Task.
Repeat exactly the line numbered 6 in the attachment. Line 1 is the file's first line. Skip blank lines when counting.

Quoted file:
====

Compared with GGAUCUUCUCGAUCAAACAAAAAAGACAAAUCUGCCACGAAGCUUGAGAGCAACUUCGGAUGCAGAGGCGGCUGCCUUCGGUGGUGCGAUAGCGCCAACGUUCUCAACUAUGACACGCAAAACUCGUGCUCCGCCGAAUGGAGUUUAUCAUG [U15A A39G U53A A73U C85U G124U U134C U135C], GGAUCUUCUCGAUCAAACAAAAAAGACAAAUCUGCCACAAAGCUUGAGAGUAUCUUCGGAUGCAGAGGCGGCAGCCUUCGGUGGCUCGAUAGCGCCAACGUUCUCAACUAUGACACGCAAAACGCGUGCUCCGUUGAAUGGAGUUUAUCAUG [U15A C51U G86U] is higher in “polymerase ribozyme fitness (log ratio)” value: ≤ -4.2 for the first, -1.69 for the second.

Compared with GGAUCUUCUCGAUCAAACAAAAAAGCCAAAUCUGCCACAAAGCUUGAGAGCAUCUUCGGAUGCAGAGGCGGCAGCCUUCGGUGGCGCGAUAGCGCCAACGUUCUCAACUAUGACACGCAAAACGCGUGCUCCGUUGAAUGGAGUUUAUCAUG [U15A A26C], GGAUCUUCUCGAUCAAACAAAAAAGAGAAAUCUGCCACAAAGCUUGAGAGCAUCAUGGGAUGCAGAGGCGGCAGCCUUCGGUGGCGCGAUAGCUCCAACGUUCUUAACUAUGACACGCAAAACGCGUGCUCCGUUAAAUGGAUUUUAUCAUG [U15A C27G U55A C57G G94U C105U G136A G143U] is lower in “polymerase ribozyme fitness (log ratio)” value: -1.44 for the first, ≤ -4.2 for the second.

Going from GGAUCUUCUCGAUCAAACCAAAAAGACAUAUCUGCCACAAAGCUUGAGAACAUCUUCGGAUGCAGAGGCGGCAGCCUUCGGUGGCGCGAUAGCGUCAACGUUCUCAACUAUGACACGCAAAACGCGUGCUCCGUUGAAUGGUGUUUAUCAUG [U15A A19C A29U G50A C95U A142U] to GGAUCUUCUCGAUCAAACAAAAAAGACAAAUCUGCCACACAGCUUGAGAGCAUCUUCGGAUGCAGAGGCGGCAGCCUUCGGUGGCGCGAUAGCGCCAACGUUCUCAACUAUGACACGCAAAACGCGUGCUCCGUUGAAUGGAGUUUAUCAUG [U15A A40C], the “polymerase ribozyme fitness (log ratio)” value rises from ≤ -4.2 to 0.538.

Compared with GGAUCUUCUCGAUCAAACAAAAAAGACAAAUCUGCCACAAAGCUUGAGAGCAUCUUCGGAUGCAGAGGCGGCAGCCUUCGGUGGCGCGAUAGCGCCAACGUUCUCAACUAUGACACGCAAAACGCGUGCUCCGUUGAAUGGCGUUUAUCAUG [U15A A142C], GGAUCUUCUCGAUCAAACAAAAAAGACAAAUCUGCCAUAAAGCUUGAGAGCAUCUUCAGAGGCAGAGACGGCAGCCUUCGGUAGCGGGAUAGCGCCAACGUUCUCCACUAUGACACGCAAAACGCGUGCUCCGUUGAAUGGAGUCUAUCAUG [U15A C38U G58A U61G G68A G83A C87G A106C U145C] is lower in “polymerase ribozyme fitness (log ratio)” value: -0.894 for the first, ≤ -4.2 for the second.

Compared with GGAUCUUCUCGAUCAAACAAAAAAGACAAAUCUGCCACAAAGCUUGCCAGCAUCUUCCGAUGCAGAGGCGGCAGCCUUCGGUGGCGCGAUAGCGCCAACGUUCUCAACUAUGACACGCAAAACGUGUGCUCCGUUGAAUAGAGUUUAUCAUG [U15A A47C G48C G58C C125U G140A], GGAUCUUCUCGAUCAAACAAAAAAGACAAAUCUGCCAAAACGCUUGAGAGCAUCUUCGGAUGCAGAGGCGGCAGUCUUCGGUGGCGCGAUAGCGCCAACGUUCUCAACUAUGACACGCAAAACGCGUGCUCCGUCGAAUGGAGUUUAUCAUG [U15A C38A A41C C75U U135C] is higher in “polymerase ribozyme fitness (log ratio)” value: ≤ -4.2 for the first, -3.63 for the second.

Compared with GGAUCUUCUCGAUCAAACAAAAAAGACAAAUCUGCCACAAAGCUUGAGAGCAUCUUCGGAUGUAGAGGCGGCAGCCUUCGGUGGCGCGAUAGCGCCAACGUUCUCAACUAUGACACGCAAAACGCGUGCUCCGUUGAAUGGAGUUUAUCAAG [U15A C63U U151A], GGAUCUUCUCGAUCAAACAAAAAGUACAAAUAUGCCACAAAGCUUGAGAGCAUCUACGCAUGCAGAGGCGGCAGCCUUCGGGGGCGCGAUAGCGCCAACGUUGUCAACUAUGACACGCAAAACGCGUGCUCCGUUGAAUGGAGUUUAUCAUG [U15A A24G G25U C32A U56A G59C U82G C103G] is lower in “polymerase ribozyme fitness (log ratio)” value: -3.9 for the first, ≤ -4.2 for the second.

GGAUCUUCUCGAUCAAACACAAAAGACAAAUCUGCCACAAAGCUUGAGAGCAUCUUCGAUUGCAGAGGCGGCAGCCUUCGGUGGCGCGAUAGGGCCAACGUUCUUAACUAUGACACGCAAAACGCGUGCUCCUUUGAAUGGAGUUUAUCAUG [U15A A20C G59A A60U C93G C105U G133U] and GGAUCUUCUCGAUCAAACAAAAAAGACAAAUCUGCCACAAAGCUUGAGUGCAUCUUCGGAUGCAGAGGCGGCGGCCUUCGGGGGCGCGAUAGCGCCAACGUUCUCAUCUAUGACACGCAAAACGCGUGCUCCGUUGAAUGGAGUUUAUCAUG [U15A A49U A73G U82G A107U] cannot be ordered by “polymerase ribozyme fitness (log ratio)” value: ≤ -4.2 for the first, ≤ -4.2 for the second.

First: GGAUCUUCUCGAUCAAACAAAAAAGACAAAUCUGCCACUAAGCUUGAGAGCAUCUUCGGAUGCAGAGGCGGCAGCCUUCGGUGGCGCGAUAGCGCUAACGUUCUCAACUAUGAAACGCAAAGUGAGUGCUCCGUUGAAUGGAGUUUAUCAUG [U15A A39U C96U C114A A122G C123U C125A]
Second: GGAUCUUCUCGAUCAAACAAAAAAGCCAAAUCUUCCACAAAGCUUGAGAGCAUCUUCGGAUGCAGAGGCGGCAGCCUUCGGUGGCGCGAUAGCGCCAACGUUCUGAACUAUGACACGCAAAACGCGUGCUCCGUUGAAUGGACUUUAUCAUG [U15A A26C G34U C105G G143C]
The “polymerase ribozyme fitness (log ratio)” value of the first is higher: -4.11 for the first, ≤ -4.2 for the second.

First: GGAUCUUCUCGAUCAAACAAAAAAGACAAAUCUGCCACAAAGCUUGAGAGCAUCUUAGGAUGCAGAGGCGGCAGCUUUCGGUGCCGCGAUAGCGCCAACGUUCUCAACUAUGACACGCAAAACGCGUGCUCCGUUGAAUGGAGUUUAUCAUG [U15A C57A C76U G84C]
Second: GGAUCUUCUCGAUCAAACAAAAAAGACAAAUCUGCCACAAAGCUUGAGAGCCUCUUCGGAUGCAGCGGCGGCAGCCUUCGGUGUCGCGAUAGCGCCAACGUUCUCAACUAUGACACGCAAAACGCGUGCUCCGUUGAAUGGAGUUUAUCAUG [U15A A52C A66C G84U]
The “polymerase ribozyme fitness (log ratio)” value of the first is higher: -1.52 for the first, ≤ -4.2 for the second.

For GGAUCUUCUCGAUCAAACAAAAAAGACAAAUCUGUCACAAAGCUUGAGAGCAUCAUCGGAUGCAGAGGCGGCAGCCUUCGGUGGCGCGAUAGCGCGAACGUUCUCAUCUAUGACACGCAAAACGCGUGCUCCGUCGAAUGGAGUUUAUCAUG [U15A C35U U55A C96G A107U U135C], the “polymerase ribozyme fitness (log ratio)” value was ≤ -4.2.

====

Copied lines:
Compared with GGAUCUUCUCGAUCAAACAAAAAAGACAAAUCUGCCACAAAGCUUGAGAGCAUCUUCGGAUGUAGAGGCGGCAGCCUUCGGUGGCGCGAUAGCGCCAACGUUCUCAACUAUGACACGCAAAACGCGUGCUCCGUUGAAUGGAGUUUAUCAAG [U15A C63U U151A], GGAUCUUCUCGAUCAAACAAAAAGUACAAAUAUGCCACAAAGCUUGAGAGCAUCUACGCAUGCAGAGGCGGCAGCCUUCGGGGGCGCGAUAGCGCCAACGUUGUCAACUAUGACACGCAAAACGCGUGCUCCGUUGAAUGGAGUUUAUCAUG [U15A A24G G25U C32A U56A G59C U82G C103G] is lower in “polymerase ribozyme fitness (log ratio)” value: -3.9 for the first, ≤ -4.2 for the second.